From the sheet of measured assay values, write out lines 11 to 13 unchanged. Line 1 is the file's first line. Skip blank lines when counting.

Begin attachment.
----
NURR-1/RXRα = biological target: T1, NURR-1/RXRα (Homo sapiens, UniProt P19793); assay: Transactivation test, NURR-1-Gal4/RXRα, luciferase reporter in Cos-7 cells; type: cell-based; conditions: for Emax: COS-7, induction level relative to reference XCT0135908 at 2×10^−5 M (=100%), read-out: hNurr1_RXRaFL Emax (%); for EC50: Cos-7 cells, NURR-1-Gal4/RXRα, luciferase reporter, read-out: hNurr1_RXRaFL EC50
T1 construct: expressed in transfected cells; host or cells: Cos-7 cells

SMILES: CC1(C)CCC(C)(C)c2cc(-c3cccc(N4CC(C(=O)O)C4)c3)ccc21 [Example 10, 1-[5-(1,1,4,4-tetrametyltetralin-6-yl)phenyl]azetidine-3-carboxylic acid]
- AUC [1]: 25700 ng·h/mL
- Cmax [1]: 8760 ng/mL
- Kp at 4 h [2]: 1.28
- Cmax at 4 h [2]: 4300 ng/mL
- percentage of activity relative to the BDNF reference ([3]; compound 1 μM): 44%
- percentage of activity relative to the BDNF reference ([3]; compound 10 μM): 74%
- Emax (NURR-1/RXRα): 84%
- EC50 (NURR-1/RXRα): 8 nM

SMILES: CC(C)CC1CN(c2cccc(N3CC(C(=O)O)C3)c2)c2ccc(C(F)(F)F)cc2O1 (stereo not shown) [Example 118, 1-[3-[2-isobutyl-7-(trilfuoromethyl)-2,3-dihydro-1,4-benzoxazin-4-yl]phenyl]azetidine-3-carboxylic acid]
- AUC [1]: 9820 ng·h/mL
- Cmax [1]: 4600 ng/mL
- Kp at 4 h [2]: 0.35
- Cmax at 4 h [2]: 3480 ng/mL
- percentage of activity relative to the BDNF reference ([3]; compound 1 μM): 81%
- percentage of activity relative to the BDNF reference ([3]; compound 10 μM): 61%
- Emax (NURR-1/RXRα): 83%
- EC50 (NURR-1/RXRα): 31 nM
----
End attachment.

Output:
- EC50 (NURR-1/RXRα): 8 nM

SMILES: CC(C)CC1CN(c2cccc(N3CC(C(=O)O)C3)c2)c2ccc(C(F)(F)F)cc2O1 (stereo not shown) [Example 118, 1-[3-[2-isobutyl-7-(trilfuoromethyl)-2,3-dihydro-1,4-benzoxazin-4-yl]phenyl]azetidine-3-carboxylic acid]
- AUC [1]: 9820 ng·h/mL